Ernie Terrell

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Ernie Terrell
Ernie terrell.jpg
Statistics
Rated at Heavyweight
Height 6 ft 6 in (198 cm)
Reach 82 in (208 cm)
Nationality American
Born (1939-04-04)April 4, 1939
Belzoni, Mississippi, U.S.
Died December 16, 2014(2014-12-16) (aged 75)
Evergreen Park, Illinois, U.S.
Stance Orthodox
Boxing record
Total fights 55
Wins 46
Wins by KO 21
Losses 9

Ernie Terrell (April 4, 1939 – December 16, 2014) was an American professional boxer who competed from 1957 to 1973. He was the first WBA (previously named the NBA) heavyweight champion, having held the title from 1965 to 1967, and was one of the taller heavyweights of his era, at a height of 6 ft 6 in (1.98 m). Terrell was the older brother of The Supremes' early 1970s lead singer Jean Terrell. In the 1960s, Jean sang with his group Ernie Terrell & the Heavyweights.[1]

Professional career[edit]

In his early career, Terrell defeated some good contenders, including Cleveland Williams (Terrell won the rematch by decision after losing to Williams in their first fight by knockout), Zora Folley, and future Light Heavyweight champion Bob Foster. But he's best remembered for his challenge to World Heavyweight Champion Muhammad Ali, on February 6, 1967—a bout in which he was badly beaten.

Ali was scheduled to fight WBA champion Ernie Terrell (the WBA stripped Ali of his title after his agreement to fight a rematch with Liston) on March 29, but Terrell backed out and Ali won a 15-round decision against substitute opponent George Chuvalo. World Boxing Association matched Terrell and Eddie Machen for the vacant crown. Terrell defeated Machen to win the belt on March 5, 1965. He held it until February 6, 1967 when he lost to Muhammad Ali. During this time, most in the boxing world continued to recognize Ali as the legitimate champion, since he had not lost his championship in a boxing match. The WBA's rival, the World Boxing Council, had also continued to recognize Ali as champion.

During his reign as WBA Champion, Terrell defended the title twice, beating Doug Jones and George Chuvalo.

In February 1967, Ali and Terrell met to end the debate about who was the legitimate heavyweight champion. Before the bout, Terrell repeatedly called Ali by his birth name. He said later that he had known Clay for years in the amateurs and hadn't gotten used to calling him another name. Ali took offense to this, and vowed he would punish Terrell. For his part, Ali further stoked the prefight ill will by labeling Terrell "an Uncle Tom nigger who is going to get his ass whupped."[2]

Ali won a lopsided 15-round decision, reclaiming the undisputed championship. The Daily Telegraph wrote that the resulting fight was "the nastiest display of Ali's celebrated ring career", recounting how he seized Terrell in a headlock and dragged Terrell's eye along the top rope, and declared, "The fight will be remembered for Ali's constant taunts of 'what's my name?' to an opponent he was apparently content not merely to defeat, but also to belittle and humiliate."[2] The fight is recounted by the film Ali starring Will Smith.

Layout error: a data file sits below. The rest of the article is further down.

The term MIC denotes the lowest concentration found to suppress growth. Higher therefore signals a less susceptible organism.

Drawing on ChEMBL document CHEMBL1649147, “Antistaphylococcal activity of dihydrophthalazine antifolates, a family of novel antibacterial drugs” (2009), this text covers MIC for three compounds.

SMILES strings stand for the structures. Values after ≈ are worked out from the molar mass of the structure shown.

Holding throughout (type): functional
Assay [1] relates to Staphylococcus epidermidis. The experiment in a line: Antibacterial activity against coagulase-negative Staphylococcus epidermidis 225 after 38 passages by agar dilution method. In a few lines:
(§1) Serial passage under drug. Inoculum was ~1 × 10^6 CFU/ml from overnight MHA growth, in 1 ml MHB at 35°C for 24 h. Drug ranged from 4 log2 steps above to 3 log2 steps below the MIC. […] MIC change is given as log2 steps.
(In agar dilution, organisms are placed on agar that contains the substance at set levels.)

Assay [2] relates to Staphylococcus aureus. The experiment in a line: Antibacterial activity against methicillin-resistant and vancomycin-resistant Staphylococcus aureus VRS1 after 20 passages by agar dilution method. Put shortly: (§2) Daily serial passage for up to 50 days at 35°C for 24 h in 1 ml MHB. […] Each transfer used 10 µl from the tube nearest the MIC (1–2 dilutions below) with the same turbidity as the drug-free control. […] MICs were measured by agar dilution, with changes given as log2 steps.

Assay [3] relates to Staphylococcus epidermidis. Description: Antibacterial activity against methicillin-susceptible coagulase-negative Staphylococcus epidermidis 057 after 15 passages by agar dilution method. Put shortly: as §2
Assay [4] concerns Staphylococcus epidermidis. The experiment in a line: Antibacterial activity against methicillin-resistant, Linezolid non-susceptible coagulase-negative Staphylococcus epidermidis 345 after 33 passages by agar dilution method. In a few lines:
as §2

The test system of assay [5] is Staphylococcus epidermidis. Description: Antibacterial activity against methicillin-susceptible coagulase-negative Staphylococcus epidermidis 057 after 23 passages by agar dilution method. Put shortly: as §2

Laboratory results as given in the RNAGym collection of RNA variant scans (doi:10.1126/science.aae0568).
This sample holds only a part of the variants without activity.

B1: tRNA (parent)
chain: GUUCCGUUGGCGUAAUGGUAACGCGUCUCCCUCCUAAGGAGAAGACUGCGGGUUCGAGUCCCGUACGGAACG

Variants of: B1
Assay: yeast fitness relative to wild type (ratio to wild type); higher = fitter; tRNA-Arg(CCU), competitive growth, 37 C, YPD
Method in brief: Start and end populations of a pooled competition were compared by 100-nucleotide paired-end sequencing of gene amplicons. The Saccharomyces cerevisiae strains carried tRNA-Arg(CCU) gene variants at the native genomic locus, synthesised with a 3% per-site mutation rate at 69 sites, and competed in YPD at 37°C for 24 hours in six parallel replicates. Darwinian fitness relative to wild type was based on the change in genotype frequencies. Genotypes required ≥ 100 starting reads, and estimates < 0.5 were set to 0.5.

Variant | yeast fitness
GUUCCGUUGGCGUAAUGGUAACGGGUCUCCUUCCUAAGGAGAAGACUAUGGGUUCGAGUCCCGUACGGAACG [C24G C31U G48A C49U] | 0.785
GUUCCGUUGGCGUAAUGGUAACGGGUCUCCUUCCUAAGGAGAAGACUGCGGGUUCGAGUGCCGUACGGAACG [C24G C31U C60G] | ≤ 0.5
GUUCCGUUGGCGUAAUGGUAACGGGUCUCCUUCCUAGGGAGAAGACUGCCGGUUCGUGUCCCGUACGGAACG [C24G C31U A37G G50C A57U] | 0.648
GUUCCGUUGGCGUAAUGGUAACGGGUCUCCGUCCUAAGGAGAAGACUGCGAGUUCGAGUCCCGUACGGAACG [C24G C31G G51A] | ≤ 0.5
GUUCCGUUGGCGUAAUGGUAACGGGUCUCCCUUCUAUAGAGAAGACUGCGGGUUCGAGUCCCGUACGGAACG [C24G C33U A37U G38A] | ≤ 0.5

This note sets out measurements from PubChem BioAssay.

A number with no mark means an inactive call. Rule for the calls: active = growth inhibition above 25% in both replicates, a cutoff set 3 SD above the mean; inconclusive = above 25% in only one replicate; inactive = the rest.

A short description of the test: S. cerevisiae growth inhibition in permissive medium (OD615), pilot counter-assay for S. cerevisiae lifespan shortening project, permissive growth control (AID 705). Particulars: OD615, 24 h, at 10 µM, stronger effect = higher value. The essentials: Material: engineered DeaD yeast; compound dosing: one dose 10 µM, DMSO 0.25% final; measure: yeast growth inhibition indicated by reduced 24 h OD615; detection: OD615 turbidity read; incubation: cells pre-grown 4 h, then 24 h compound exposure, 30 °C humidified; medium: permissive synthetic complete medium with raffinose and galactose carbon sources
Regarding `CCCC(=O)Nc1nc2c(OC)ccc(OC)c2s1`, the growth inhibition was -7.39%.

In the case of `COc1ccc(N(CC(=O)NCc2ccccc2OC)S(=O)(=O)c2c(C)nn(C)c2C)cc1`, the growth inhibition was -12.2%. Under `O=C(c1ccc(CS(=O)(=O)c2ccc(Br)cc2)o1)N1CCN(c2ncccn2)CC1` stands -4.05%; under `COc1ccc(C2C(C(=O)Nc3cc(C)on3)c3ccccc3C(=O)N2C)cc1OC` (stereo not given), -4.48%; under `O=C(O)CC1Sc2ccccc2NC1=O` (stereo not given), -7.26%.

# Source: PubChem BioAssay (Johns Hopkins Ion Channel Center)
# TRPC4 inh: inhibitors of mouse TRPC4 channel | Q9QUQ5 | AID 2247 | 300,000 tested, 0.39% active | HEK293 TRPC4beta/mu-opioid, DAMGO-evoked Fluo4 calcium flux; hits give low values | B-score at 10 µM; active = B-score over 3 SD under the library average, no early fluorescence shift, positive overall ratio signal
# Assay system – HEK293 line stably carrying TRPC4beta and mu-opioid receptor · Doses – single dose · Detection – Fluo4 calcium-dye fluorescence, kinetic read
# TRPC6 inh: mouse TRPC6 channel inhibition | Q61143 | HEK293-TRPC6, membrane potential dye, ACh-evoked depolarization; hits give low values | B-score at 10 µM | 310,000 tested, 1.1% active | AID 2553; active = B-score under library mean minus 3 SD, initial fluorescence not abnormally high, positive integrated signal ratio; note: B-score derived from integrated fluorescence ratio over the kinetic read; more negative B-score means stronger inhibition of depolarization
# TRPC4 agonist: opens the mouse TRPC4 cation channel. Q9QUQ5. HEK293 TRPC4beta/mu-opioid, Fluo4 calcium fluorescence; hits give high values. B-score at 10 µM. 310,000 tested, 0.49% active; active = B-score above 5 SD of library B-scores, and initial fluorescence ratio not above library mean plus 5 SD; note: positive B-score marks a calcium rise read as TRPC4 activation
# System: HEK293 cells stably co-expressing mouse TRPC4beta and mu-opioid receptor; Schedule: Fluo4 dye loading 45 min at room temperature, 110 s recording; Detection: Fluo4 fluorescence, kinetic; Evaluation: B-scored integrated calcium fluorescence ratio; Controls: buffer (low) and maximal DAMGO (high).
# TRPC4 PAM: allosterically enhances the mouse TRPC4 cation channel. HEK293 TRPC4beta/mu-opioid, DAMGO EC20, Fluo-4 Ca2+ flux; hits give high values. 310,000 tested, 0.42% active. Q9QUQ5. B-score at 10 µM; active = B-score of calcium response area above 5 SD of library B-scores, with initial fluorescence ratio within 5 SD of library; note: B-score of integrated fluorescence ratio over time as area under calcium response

Terrell lost an upset 12-round decision later in 1967 in the WBA Heavyweight Tournament which was organized after Ali was stripped of his title in April 1967. He left the sport for three years following the loss, but returned in 1970, winning seven consecutive fights before losing to Chuck Wepner by decision.

In 55 professional fights, Terrell earned a record of 46 wins (21 by knockout), nine losses and no draws. After retiring from boxing in 1973 following a knockout loss to Jeff Merritt, he began a career as a record producer in Chicago, in the city where he had attended Farragut Career Academy.

Terrell ran unsuccessfully for alderman of Chicago's 34th ward in 1987. He finished second in the primary but lost to Lemuel Austin in a runoff. Terrell died on December 16, 2014 in a hospital at Evergreen Park, Illinois. He had been suffering from dementia.[3]

Professional boxing record[edit]

Professional record summary
55 fights 46 wins 9 losses
By knockout 21 2
By decision 25 7
No. Result Record Opponent Type Round, time Date Location Notes
55 Loss 46–9 United States Jeff Merritt TKO 1 (10), 2:42 Sep 10, 1973 United States Madison Square Garden, New York City, New York, U.S.
54 Loss 46–8 United States Chuck Wepner PTS 12 Jun 23, 1973 United States Convention Hall, Atlantic City, New Jersey, U.S. For vacant National Americas heavyweight title
53 Win 46–7 Canada Bill Drover TKO 1 (10), 2:28 Feb 19, 1973 United States Spectrum, Philadelphia, Pennsylvania, U.S.
52 Win 45–7 Venezuela Jose Luis Garcia KO 6 (10) Oct 23, 1972 Venezuela Caracas, Venezuela
51 Win 44–7 Peru Roberto Davila UD 10 Jul 24, 1971 United States Playboy Club, Lake Geneva, Wisconsin, U.S.
50 Win 43–7 Brazil Luis Faustino Pires UD 10 May 10, 1971 United States International Amphitheatre, Chicago, Illinois, U.S.
49 Win 42–7 United States Vic Brown UD 10 Apr 28, 1971 United States Cleveland Arena, Cleveland, Ohio, U.S.
48 Win 41–7 United States John Hudgins TKO 1 (10), 1:58 Apr 3, 1971 United States Playboy Club, Lake Geneva, Wisconsin, U.S.
47 Win 40–7 United States Sonny Moore UD 10 Dec 15, 1970 United States The Eagles Club, Milwaukee, Wisconsin, U.S.
46 Loss 39–7 Mexico Manuel Ramos UD 10 Oct 14, 1967 Mexico Estadio Azteca, Mexico City, Mexico
45 Loss 39–6 United States Thad Spencer UD 12 Aug 5, 1967 United States Astrodome, Houston, Texas, U.S.
44 Loss 39–5 United States Muhammad Ali UD 15 Feb 6, 1967 United States Astrodome, Houston, Texas, U.S. Lost WBA heavyweight title